Bone reconstruction of large defects using bone marrow derived autologous stem cells

Enrico Lucarelli, Davide Donati, Annarita Cenacchi, Pier Maria Fornasari

Research output: Contribution to journalArticlepeer-review

53 Scopus citations


Bone is a tissue that has the ability to heal itself when fractured. Occasionally, a critical defect can be formed when part of the bone is lost or excised, in this case the bone fails to heal and requires bone reconstruction to prevent a non-union defect. Autogenous cancellous bone is the current gold standard treatment in bone loss. Because the amount of autogenous cancellous bone that can be harvested is limited, the expanding need for bone reconstruction is paired by the growth of interest in the discipline of tissue engineering. Labs worldwide are working to provide the right carrier and the right set of cells that, once retransplanted, will ensure bone repair. Several investigators have focused their attention on a subset of autologous non-hematopoietic stem/progenitor cells contained in the adult bone marrow stroma, referred to as stromal stem cells (SSC), as the appropriate cells to be transplanted. The use of autologous cells is facilitated by less stringent ethical and regulatory issues and does not require the patient to be immunologically suppressed. In pre-clinical and clinical protocols of critical defects in which SSC are employed, two approaches are mainly used: in the first, SSC are derived from bone marrow and directly introduced at the lesion site, in the second, SSC are derived from several sites and are expanded ex vivo before being implanted. Both approaches, equally correct in principle, will have to demonstrate, with definitive evidence of their efficacy, their capability of solving a critical clinical problem such as non-union. In this report we outline the difficulties of working with SSC.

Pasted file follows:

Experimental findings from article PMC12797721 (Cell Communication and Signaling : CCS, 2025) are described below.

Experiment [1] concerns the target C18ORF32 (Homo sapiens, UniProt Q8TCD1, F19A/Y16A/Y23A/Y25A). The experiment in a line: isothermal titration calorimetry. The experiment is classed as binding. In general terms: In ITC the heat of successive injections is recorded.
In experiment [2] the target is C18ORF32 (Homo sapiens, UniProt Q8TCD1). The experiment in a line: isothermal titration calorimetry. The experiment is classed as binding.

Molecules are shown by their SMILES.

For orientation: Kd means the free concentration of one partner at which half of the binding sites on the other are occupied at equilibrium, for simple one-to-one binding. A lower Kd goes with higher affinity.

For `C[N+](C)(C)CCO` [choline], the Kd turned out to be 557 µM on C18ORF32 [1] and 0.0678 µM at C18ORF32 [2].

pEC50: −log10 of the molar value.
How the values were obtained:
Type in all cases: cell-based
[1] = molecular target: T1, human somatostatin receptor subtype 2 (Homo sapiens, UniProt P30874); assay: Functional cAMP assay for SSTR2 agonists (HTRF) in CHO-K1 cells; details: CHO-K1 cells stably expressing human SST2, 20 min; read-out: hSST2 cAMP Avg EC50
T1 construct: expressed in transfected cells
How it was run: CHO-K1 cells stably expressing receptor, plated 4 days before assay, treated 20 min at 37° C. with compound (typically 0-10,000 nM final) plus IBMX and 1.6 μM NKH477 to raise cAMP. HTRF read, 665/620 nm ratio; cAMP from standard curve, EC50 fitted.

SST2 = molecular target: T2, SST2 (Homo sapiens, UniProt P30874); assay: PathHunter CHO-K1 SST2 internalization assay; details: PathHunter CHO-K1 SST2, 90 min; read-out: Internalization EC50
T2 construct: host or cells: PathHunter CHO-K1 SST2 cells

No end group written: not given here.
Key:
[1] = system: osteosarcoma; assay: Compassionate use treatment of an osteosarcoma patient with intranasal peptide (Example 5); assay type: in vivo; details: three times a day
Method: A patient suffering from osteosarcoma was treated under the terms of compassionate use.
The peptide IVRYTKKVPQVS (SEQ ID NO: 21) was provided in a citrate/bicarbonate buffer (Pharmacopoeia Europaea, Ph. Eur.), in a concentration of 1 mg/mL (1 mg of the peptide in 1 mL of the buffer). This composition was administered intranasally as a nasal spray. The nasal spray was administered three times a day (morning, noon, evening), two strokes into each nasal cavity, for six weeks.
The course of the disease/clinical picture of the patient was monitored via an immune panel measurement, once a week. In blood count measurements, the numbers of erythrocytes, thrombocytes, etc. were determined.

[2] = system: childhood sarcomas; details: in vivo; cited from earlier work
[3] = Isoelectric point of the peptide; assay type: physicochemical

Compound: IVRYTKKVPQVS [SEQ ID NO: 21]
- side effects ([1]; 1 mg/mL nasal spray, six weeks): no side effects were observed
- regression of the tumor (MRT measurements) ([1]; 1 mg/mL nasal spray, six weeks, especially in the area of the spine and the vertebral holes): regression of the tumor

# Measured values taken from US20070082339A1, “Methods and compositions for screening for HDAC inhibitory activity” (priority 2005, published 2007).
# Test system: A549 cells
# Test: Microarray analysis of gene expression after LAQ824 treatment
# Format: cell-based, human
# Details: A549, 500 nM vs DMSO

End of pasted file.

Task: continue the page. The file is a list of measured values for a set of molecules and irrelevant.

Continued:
Original languageEnglish (US)
Pages (from-to)169-174
Number of pages6
JournalTransfusion and Apheresis Science
Issue number2
StatePublished - Apr 1 2004


  • Bone marrow
  • Bone reconstruction
  • Stem cells

ASJC Scopus subject areas

  • Hematology


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